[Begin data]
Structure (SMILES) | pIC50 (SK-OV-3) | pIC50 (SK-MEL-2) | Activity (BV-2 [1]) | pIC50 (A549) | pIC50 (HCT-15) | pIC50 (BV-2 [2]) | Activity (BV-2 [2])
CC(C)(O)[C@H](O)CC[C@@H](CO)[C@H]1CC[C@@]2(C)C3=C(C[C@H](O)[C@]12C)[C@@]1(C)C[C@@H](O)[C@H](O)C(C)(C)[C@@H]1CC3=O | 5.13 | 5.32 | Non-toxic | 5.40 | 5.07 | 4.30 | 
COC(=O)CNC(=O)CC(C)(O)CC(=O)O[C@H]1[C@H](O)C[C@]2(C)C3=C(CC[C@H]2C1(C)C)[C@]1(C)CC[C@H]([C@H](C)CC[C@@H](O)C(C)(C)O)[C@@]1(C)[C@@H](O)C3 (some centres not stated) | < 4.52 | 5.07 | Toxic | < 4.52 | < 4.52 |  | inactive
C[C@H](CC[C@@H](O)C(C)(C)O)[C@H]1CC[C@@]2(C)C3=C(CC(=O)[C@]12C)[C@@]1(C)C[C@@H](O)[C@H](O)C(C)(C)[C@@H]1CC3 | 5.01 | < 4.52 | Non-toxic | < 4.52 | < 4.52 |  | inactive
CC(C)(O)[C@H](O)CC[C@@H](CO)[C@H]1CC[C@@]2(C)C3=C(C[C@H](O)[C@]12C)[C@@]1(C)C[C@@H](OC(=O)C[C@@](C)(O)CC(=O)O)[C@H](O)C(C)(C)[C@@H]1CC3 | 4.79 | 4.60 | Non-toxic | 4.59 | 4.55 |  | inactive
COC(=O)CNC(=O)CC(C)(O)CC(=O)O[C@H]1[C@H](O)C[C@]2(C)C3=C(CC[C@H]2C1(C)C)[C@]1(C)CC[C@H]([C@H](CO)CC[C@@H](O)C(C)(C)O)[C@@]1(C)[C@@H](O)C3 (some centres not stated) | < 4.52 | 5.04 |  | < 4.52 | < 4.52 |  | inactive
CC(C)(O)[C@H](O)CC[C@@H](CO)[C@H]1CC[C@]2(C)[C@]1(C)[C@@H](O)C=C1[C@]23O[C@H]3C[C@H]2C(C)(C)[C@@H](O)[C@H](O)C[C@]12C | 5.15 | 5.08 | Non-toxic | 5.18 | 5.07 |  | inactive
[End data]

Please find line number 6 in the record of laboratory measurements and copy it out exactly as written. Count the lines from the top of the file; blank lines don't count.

COC(=O)CNC(=O)CC(C)(O)CC(=O)O[C@H]1[C@H](O)C[C@]2(C)C3=C(CC[C@H]2C1(C)C)[C@]1(C)CC[C@H]([C@H](CO)CC[C@@H](O)C(C)(C)O)[C@@]1(C)[C@@H](O)C3 (some centres not stated) | < 4.52 | 5.04 |  | < 4.52 | < 4.52 |  | inactive